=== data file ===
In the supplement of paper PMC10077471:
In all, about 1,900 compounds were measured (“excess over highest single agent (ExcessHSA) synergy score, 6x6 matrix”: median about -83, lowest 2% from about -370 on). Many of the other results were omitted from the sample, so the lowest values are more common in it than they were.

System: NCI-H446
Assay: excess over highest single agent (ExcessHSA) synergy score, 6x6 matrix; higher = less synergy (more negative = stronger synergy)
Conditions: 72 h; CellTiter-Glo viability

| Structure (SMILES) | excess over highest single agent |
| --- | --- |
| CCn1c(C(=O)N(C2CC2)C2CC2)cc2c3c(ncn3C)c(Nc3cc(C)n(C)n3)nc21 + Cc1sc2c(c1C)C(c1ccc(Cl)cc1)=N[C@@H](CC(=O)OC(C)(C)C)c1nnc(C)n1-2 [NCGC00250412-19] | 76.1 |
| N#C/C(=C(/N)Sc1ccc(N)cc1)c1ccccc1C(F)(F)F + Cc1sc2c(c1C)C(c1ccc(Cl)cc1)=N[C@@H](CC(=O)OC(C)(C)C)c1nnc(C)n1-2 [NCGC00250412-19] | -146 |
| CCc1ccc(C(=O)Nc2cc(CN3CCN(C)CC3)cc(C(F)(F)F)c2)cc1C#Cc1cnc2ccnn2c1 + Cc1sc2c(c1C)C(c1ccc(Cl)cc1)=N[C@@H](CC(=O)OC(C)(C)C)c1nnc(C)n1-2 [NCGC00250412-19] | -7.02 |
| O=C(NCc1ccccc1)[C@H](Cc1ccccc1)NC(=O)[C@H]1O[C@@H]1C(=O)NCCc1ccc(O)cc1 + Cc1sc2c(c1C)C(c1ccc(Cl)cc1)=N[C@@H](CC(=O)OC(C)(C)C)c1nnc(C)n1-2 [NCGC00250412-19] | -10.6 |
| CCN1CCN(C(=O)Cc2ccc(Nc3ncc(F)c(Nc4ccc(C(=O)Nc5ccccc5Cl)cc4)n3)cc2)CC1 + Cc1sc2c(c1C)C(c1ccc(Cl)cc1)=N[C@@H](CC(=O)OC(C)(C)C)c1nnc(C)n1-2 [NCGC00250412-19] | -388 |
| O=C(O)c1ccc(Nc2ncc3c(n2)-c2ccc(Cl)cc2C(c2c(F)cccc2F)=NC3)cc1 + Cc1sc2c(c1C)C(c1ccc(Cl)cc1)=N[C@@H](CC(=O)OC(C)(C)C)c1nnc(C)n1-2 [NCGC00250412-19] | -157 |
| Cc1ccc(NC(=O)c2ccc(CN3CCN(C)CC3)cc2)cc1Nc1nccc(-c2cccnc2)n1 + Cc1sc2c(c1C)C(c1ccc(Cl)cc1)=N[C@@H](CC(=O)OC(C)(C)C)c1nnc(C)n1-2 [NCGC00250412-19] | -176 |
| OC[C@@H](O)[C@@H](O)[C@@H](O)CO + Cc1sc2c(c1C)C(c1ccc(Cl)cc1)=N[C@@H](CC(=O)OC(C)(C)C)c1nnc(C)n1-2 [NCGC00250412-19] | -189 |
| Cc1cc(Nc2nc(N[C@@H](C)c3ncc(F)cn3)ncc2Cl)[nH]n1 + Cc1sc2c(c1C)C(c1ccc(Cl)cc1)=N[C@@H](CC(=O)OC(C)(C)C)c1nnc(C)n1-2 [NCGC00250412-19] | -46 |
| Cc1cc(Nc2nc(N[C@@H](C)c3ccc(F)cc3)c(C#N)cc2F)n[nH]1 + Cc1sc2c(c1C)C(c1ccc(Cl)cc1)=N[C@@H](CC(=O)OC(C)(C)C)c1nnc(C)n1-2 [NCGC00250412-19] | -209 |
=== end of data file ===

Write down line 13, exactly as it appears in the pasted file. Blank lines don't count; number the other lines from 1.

| O=C(O)c1ccc(Nc2ncc3c(n2)-c2ccc(Cl)cc2C(c2c(F)cccc2F)=NC3)cc1 + Cc1sc2c(c1C)C(c1ccc(Cl)cc1)=N[C@@H](CC(=O)OC(C)(C)C)c1nnc(C)n1-2 [NCGC00250412-19] | -157 |